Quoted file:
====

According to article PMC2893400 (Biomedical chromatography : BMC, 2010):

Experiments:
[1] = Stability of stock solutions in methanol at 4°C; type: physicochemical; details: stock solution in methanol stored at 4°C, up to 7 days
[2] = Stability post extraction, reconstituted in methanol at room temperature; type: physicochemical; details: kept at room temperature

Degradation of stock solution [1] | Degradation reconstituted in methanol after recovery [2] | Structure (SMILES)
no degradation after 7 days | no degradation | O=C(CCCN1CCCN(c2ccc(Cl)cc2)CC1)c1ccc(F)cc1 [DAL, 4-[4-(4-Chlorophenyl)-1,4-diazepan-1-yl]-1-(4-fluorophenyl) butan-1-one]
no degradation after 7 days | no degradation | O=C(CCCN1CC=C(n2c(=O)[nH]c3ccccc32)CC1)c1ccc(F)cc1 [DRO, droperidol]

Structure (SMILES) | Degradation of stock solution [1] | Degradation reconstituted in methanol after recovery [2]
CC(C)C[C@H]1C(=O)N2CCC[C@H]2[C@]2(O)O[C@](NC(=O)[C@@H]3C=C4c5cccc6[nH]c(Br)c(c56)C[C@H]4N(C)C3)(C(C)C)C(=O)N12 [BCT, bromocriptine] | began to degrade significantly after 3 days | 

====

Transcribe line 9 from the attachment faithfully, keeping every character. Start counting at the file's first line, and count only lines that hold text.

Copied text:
CC(C)C[C@H]1C(=O)N2CCC[C@H]2[C@]2(O)O[C@](NC(=O)[C@@H]3C=C4c5cccc6[nH]c(Br)c(c56)C[C@H]4N(C)C3)(C(C)C)C(=O)N12 [BCT, bromocriptine] | began to degrade significantly after 3 days | 